Thach Thi Pon, a Khmer woman, along with her children, receives some gifts from a delegation led by Helen Clark, chief of the United Nations Development Program. Vietnam has prided itself on achieving the first of its UN's Millennium Development Goal on poverty reduction well ahead of the 2015 deadline but Clark said at a conference this week that inequalities are still significant between ethnic minorities and other Vietnamese citizens. PHOTO: UNDP-DOAN BAO CHAU
No sooner had an entourage of UN officials left the thatched house of an ethnic minority family in Tra Vinh Province than a spat broke out between several local officials who were apparently troubled by the visit.
“I had objected to them visiting this house,” a Vietnamese official said to his colleagues, referring to the family of Thach Thi Pon, a Khmer woman whose husband has hired out his labor in another province to eke out a living and feed two children, one of whom suffers from lung diseases and asthma.
Her family is one of the most impoverished in Ngoc Bien Commune in Tra Vinh’s Tra Cu District. With a population of around one million, the Mekong Delta province of Tra Vinh is home to some 300,000 ethnic Khmer people, nearly 70 percent of whom are still living in abject poverty. Tra Vinh is a beneficiary of an anti-poverty program funded by the United Nations Development Program (UNDP) and Irish Aid, the Irish government’s program for overseas development.
A field visit led by UNDP chief Helen Clark to the province last month to “learn about strategies for tackling poverty among ethnic minorities” was welcomed with great pomp and circumstance.
Provincial leaders lined up at the commune’s people’s committee office to greet the delegation. Children trooped off to classes on their off day so the UN officials could give them gifts. Khmer girls congregated at a public ground to entertain the guests with traditional dance. In a show of trying to impress the guests with their warmth and development, perhaps the local leaders were least expecting the UN delegation to see how stark the poverty really is among the Khmer of the locality.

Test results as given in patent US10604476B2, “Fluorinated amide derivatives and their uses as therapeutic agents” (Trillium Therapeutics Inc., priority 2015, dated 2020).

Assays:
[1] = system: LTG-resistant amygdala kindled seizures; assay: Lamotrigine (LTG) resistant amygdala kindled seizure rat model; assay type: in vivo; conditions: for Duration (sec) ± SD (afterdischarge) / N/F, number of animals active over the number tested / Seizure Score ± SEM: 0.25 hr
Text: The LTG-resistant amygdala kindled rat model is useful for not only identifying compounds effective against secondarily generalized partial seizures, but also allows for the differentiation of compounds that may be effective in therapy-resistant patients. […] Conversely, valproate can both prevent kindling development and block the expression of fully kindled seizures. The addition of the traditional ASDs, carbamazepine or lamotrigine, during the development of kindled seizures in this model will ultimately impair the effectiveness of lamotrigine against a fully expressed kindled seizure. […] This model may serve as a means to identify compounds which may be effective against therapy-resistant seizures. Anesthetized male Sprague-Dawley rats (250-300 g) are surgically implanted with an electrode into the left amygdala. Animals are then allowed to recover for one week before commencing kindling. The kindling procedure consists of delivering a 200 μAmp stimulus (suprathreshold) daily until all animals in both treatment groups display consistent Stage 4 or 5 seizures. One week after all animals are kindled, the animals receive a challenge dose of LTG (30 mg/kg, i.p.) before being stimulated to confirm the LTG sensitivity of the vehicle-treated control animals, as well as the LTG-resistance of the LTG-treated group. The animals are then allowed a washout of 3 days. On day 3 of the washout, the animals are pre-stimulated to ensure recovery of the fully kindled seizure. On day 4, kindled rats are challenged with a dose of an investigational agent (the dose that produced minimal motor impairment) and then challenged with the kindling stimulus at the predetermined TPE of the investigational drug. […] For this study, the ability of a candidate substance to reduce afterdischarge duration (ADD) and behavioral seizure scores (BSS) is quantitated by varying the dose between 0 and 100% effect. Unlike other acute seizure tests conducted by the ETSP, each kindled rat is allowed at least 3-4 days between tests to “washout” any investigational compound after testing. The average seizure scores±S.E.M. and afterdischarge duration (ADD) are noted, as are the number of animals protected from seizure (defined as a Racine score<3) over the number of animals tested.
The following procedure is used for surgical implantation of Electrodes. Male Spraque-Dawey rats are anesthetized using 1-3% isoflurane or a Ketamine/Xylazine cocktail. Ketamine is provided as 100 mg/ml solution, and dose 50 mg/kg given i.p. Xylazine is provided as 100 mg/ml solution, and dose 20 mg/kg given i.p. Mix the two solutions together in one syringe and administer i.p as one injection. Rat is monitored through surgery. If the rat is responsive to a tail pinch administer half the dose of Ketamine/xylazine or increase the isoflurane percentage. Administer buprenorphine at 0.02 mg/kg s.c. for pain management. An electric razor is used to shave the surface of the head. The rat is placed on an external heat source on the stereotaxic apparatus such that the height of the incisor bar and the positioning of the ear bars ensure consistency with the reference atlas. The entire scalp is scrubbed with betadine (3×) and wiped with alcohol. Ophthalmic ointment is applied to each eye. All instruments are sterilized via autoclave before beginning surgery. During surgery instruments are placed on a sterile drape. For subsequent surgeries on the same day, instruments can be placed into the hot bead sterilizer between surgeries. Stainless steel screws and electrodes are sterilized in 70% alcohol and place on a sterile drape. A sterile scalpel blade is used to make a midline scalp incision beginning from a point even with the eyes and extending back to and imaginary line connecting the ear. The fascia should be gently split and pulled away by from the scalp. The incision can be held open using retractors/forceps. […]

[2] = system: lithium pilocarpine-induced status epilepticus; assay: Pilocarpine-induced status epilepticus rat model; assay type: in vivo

Such a mindset appears to be ingrained in a country that has bragged about its success in reducing poverty and its middle-income status. But it is in this context that experts have repeatedly urged Vietnam not to rest on its laurels as poverty alleviation will become even more difficult in the coming time.
“Pockets of extreme poverty remain, however, with half of the ethnic minority population in 2012 still estimated to be living below the poverty line,” the UNDP said in a statement.
The World Bank also said in a report last year that macroeconomic instability has now left the remaining poor harder to reach. Inequality is rising, and ethnic minority poverty remains persistently high, the report said. Vietnam's 53 ethnic minority groups make up less than 15 percent of the population but they accounted for nearly 50 percent of the poor in 2010, it said.
According to the bank, for every two Vietnamese living in poverty, one belongs to ethnic minority groups, and for every four Vietnamese living in extreme poverty, ethnic minorities account for three.
“These figures imply that allowance and welfare-based assistance programs are insufficient, especially in the current context of economic difficulty and budget deficit,” said Le Quang Binh, a sociologist who runs the Hanoi-based nonprofit Institute for Studies of Society, Economy and Environment.
Vietnam's wealth gap is only widening and poses the most worrying threat to the survival of the political regime, Communist Party chief Nguyen Phu Trong said last year.
"The rich-poor divide" [only] shows signs of getting worse,” Trong said at a regular meeting last October of the Party Central Committee, a powerful grouping of 175 senior Party members.